Clean-water laws: The second front in the war on greenhouse gases
Necessity being the mother of invention, congressional inaction on climate change has forced environmentalists to be creative. Since Congress won’t pass a cap-and-trade bill to control atmospheric emissions, activists are trying to apply existing laws to the problem. In 2007, the Supreme Court ruling in Massachusetts v. EPA forced the Environmental Protection Agency to examine whether greenhouse gases harm the public. Since — surprise! — they do, the EPA will now regulate them like every other pollutant.
First air, now water. A federal lawsuit against the EPA, filed last week by the Center for Biological Diversity, may do the same for ocean acidification under the Clean Water Act that Massachusetts v. EPA did for climate change under the Clean Air Act. And since acidification is caused largely by CO2 emissions, the results could help combat climate change as well.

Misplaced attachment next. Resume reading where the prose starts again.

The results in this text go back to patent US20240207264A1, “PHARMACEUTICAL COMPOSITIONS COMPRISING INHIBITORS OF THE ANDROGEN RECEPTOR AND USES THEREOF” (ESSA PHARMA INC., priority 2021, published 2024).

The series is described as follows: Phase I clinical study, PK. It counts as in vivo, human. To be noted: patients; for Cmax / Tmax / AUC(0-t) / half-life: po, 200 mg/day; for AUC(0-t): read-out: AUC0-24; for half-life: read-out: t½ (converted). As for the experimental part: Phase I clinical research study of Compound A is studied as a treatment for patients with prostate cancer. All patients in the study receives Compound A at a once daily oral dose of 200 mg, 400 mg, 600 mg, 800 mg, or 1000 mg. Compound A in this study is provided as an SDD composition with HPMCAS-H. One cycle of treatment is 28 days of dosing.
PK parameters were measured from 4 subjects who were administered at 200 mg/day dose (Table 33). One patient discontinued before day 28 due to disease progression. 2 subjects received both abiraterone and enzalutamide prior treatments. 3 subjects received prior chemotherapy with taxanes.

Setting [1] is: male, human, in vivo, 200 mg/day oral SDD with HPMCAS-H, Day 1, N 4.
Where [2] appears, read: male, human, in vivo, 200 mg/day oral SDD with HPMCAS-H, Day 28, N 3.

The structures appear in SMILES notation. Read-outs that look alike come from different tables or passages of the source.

As a 2010 report from the National Research Council explains, “The ocean absorbs approximately a third of man-made CO2 emissions. The CO2 taken up by the ocean decreases the pH of the water and leads to a combination of chemical changes collectively known as ocean acidification. Since the beginning of the industrial revolution, the average pH of ocean surface waters has decreased approximately 0.1 unit — from about 8.2 to 8.1 — making them more acidic. Models project an additional 0.2 to 0.3 drop by the end of the century.”
In other words, thanks to all our cars, agriculture, and industrial pollution, ocean waters are becoming overly acidic. Acidity causes aquatic species such as oysters to die out, and the problem will grow a lot worse unless we dramatically scale back CO2 emissions.
Under the Clean Water Act, states are supposed to keep their adjacent waters below a certain level of acidity, and to avoid contamination that damages aquatic life. Unfortunately, the law allows states to set their own acidity levels, and some set it so high that water can be dangerously acidic. But if the acidity is killing oysters, then the area is in violation of the Clean Water Act anyway.